Aurora Schemes of Yellowcake and Green Uranium
Aurora Energy Metals is trying to resurrect a uranium project long thought dead. Promotion videos show Greg Cochran, an Australian “uranium veteran” leading the Aurora charge. Before alighting in the Caldera, Cochran had been with Australian uranium miner Deep Yellow. Here’s Friends of the Earth Melbourne on Deep Yellow, “The Mulga Rock uranium project east of Kalgoorlie is now under the leadership of a team with a track record of over-promising, under-performing and literally blowing up cultural sites”. And this from the Conservation Council of WA (West Australia),“We’ve gone from the inexperienced and cash-poor Vimy Resources to Deep Yellow who are led by a team with a track record that highlights why uranium mining does not have a social license”.
Aurora drilled a few exploration holes in fall 2022 extended a bit of drilling into a winter exclusion period. Now they seek to expand drilling under a NEPA-less, no public comment Notice, which is how the Jindalee sagebrush killing drilling to date has been done.
Aurora’s mining scheme, where some lower grade lithium overlays uranium deposits, is explained in a Proactive Investors video. Cochran envisions the mine of the future with a conveyor belt or pipeline jetting lithium or uranium slurry or crushed rock from Oregon across the state line down onto private land in Nevada, where a processing plant and waste heaps would be located. The video interviewer asks: “Tell me more about this property you bought in Nevada”. Cochran replies:
“Yeah, we kept that under wraps for quite a while because we wanted to make sure that nobody else kind of gazumped us. … We had this strategy of identifying suitable locations within Nevada for the processing plant … because… we know that they understand mining a lot better than Oregon … Nothing is a free pass, but it would allow us, we believe, to permit quicker. Private land to boot is even more attractive. … We discovered that one of the landowners was looking to sell. So, right place, right time. I’m already … envisioning … the mine of the future. Where you develop this mine. You’ve got a crusher, you run a very fancy overland conveyor – or pipeline for that matter – across to Nevada which as the crow flies it’s only 8 or 9 k’s – so there’s no tracking, no footprint … negligible CO2 emissions …’.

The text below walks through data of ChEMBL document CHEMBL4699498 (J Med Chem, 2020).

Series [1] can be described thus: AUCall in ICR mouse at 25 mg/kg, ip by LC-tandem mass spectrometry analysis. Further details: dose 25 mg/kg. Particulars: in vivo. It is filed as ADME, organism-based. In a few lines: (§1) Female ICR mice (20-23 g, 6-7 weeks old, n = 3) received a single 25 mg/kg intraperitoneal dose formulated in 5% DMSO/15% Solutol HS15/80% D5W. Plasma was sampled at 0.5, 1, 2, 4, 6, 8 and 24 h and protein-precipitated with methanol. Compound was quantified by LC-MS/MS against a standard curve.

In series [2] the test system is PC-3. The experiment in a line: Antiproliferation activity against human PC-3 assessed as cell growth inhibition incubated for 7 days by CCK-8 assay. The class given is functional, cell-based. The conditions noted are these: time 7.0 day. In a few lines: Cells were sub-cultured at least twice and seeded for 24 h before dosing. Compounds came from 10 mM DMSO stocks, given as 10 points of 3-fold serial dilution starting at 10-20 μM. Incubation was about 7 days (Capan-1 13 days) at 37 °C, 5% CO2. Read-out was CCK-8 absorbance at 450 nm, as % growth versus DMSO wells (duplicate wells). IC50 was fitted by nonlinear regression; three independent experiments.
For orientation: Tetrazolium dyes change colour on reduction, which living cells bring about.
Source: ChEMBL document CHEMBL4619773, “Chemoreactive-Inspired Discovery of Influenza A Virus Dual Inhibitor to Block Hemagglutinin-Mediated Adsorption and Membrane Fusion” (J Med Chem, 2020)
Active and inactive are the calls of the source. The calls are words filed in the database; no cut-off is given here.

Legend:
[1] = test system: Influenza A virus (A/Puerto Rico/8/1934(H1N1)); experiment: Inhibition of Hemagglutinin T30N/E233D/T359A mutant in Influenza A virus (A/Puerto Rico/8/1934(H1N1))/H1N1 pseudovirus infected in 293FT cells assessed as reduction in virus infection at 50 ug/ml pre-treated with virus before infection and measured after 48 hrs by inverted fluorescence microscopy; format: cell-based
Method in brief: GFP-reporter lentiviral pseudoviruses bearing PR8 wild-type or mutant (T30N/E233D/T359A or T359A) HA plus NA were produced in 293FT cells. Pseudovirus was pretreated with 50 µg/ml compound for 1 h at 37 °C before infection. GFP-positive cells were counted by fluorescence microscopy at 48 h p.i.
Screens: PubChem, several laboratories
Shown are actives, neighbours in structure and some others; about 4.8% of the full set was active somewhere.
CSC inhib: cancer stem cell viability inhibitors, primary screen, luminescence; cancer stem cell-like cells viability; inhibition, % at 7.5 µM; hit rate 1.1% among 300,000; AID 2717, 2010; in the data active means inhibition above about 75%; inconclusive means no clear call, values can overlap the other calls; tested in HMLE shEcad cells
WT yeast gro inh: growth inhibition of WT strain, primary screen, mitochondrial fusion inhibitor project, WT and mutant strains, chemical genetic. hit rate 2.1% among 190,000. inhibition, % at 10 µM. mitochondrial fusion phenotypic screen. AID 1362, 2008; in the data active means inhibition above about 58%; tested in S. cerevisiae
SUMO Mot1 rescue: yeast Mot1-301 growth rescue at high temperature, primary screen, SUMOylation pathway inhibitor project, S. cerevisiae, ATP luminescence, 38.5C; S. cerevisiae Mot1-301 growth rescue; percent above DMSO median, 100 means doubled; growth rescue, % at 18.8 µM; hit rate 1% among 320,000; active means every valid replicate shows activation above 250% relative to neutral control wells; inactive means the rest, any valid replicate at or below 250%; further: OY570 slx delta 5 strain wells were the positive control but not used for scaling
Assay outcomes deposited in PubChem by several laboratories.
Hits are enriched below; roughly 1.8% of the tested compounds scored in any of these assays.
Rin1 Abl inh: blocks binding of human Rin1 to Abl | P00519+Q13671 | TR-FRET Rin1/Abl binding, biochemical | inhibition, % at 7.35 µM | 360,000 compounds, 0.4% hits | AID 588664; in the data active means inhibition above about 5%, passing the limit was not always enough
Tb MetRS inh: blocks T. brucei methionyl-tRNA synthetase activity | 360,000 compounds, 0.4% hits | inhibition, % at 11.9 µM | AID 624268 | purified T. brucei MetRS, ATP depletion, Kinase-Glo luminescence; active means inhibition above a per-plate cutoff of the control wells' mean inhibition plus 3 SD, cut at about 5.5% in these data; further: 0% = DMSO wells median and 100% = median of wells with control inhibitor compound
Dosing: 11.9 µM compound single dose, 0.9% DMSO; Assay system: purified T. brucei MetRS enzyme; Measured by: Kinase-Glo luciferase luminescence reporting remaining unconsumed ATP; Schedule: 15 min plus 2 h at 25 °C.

He says the Aurora project would be ticking all the boxes in terms of ESG (Environmental, Social and Governance) approval – right after detailing a plan to evade Oregon regulations on uranium pollution by moving the hot rocks across the state line. Apparently, radioactive material infiltrating air, groundwater, plants, wildlife, and contaminating the community, doesn’t count when you’re ticking ESG boxes. The same plan is repeated in a Mining Network video here, with Cochran talking about Nevada land enabling Aurora to “permit a quarry in Oregon”, which he describes as fairly straightforward, while siting the processing plant and waste heaps in Nevada. In a Thacker Pass state permitting meeting, Nevada Department of Environmental Quality staff admitted they couldn’t recall not permitting a mine.
Aurora’s Nevada land is around 4 miles west of town, right by the state line south of where the Disaster Peak county road starts. In an Australian publication, Aurora, described as a “shining light”, says that because there’s some hydropower at the site “we have the potential to deliver green uranium”, in a “uranium friendly mining jurisdiction”. Welcome to Nevada – the Uranium Waste Heap State. No Rocks Too Hot to Handle. You can already envision more billboards sprouting up on Highway 95.
A past effort to wrest uranium from Caldera earth fizzled when Fukushima grayed up the miner’s blue sky on uranium. Back then, Oregon mining activist Larry Tuttle warned in Read the Dirt about yellowcake production, water use, the toxic waste stream, tailings ponds and Oregon’s very own Lucky Lass superfund site experience near Lakeview: